Named after inventor Michael Faraday, a Faraday shield or cage constitutes a consistent conductive structure that encapsulates a machine. An outside electrical signal cannot easily penetrate and disrupt electronics’ function with this or similar shields in place.
A conductor or other conductive medium that returns electrical signals to the earth or another substantial, usually large, substance. Grounding allows devices such as circuit boards to maintain their function by redirecting harmful EMI.
Whereas conducted emissions travel through a nongaseous material, radiated emissions travel into space. Many radiated emissions serve constructive purposes, but others interfere with existing waves or otherwise impair electronics’ functionality.
Shielding effectiveness is the environment-specific ability of a shield to attenuate EMI. Not to be confused with electromagnetic compatibility, shielding effectiveness expressly relates to the shield, not the whole device. Total effectiveness is the incoming signal strength divided by the strength of the signal that penetrates the shield.
Our final term, shielding gasket, refers to the crucial element that protects against EMI at the point the enclosure material ends or creates a gap. A flexible material such as wire mesh works well when making up a gasket.
These nine terms in our glossary of EMI shielding don’t encompass the totality of the field. To learn more about EMI shielding or to ask about our vacuum metalizing services, contact Deep Coat Industries. We have decades of experience to draw from and offer unique multi-stack coatings that keep EMI away from your products.
A circuit board is similar to a brain. It sends and receives electrical signals to specific locations so a larger structure can do its work. While you are the structure your brain powers, printed circuit boards give life to any number of different electronics.
As you produce PCBs, this integral part must not have defects that expose it to electromagnetic interference. If you are curious how to protect your PCB from EMI, here are a few facets to pay attention to.
Electromagnetic Capability Basics
First, a word on electromagnetic capability. EMC is a device’s readiness to operate in an electromagnetic environment without falling prey to interference. In the event of a design flaw or shielding deficit, EMC drops and EMI, whether internal or external, inhibits PCB functionality. Often, the edges of a circuit board are the most at risk of creating an EMI-emitting antenna.
PCB Design Tips
The first way to protect your PCB from EMI is through smart design. Ensure you have a sufficiently grounded plane that touches every single component as a foundation.
Meanwhile, plan effective trace paths so they don’t radiate EMI. To do so, don’t bend traces more than 45 degrees at one point—opt for gradual turns instead. In addition, properly space traces to cut down on disruptive “cross-talk” between like-speed paths.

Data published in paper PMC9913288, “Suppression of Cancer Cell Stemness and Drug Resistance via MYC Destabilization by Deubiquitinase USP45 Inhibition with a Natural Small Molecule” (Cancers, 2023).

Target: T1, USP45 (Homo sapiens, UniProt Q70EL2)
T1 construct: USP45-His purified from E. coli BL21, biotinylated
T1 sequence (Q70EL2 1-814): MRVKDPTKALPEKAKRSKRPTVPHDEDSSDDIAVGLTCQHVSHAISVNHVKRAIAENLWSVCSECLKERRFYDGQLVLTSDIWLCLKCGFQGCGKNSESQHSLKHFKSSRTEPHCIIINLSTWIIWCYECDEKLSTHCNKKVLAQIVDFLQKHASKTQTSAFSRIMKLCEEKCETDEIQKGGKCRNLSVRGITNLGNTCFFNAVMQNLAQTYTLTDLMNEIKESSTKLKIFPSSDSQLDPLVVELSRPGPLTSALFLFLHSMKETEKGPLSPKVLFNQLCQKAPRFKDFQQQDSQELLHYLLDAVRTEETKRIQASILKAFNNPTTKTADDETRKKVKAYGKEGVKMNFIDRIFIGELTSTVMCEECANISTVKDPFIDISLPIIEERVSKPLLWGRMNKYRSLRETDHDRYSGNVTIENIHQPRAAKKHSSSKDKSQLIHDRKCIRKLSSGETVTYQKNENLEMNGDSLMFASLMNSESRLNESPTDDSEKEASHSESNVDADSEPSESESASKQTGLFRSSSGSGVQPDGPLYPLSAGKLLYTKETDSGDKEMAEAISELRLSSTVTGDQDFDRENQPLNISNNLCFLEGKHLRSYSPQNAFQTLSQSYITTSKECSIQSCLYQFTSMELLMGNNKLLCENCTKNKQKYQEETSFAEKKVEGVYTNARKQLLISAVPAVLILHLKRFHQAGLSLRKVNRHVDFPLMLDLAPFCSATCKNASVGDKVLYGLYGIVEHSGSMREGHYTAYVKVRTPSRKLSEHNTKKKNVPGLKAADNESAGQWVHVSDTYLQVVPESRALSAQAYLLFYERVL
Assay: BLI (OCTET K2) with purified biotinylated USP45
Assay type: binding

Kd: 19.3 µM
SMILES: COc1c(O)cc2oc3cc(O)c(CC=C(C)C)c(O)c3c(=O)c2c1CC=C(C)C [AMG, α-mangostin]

EMI Shielding Solutions
Though there are design strategies for stopping EMI at the source, it’s impossible to completely eradicate. For that reason, PCBs require protective shields to counteract and ground existing EMI. Shields encapsulate a circuit board or individual components with conductive materials to attenuate radiating signals.
Deep Coat’s unique dual-fire or quad-fire vacuum metalizing services deposit several layers of conductive metals onto a shield. To maximize shields’ flexibility, we also partner with plastic molding, 3-D printing, and thermoforming specialists to match your exact PCB shield specifications. When in place, these shields eliminate weak points and regulate device function so your customers can trust your products for years of use.
If left unprotected, electronics of all sorts would fall prey to electromagnetic interference (EMI). Nearby waves would contact their circuitry and disrupt their function. This interference might be annoying for a casual smartphone user, but it would be downright dangerous for an overseas military member unable to communicate with their team.
In response to the need for EMI protection, many companies developed efficient and effective shielding methods. Deep Coat utilizes vapor deposition, but even within that subset, there are options. If you want more information on the differences between PVD and CVD and how to choose between them, read this simple guide to both.
Chemical Vapor Deposition
Chemical vapor deposition (CVD) is the process by which a deposition material mixes with a precursor substance and then bonds with a substrate. This deposition material can vary by project, while the precursor—often a halide or hydride—is the medium that prepares and transports the deposition material to the substrate or intended surface. This combination enters a vacuum chamber, the deposition material forms a uniform layer on the substrate, and the precursor breaks down and exits via diffusion.
This process requires extremely high temperatures. While this necessitates a substantial heat source, the more significant disadvantage is that some substrates cannot withstand heat upwards of 900 degrees Celsius. In addition, the chemicals involved are toxic. Companies must find safe ways to handle and dispose of them to protect workers and the environment.